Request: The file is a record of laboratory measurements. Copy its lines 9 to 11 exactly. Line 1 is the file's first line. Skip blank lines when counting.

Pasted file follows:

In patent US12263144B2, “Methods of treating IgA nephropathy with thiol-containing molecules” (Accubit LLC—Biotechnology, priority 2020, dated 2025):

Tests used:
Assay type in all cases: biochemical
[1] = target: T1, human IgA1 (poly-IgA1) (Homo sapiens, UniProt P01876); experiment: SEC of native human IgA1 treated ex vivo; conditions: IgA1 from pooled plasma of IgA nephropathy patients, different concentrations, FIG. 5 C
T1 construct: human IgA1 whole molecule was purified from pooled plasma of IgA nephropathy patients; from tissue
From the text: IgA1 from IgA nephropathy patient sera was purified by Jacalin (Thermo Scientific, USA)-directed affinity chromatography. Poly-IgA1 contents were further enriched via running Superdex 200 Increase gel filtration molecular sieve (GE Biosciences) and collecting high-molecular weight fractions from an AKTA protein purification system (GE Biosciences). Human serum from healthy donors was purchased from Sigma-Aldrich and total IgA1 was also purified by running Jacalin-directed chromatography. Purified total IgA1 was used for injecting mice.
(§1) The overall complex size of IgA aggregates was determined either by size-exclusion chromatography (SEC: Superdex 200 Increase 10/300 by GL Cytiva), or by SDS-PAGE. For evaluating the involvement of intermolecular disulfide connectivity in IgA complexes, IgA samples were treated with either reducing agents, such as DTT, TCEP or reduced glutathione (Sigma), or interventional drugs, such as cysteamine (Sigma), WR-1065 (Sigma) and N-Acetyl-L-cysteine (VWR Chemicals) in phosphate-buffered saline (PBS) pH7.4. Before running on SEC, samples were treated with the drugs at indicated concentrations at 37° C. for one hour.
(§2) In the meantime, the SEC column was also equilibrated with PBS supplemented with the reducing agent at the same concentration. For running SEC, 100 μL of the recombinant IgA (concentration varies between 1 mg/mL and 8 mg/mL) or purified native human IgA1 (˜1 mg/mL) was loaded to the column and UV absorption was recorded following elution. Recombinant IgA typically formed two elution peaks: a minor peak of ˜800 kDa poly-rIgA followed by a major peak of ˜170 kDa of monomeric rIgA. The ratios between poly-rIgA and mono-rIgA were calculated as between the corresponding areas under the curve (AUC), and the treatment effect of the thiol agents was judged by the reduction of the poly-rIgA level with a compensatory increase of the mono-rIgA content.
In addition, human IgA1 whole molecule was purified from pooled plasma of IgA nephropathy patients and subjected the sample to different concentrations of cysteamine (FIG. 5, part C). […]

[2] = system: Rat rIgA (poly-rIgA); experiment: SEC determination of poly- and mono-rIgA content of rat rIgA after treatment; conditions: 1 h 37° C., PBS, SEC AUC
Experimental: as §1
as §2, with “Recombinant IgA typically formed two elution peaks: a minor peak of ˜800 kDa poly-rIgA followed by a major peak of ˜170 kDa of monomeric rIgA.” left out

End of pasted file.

In addition, human IgA1 whole molecule was purified from pooled plasma of IgA nephropathy patients and subjected the sample to different concentrations of cysteamine (FIG. 5, part C). […]

[2] = system: Rat rIgA (poly-rIgA); experiment: SEC determination of poly- and mono-rIgA content of rat rIgA after treatment; conditions: 1 h 37° C., PBS, SEC AUC
Experimental: as §1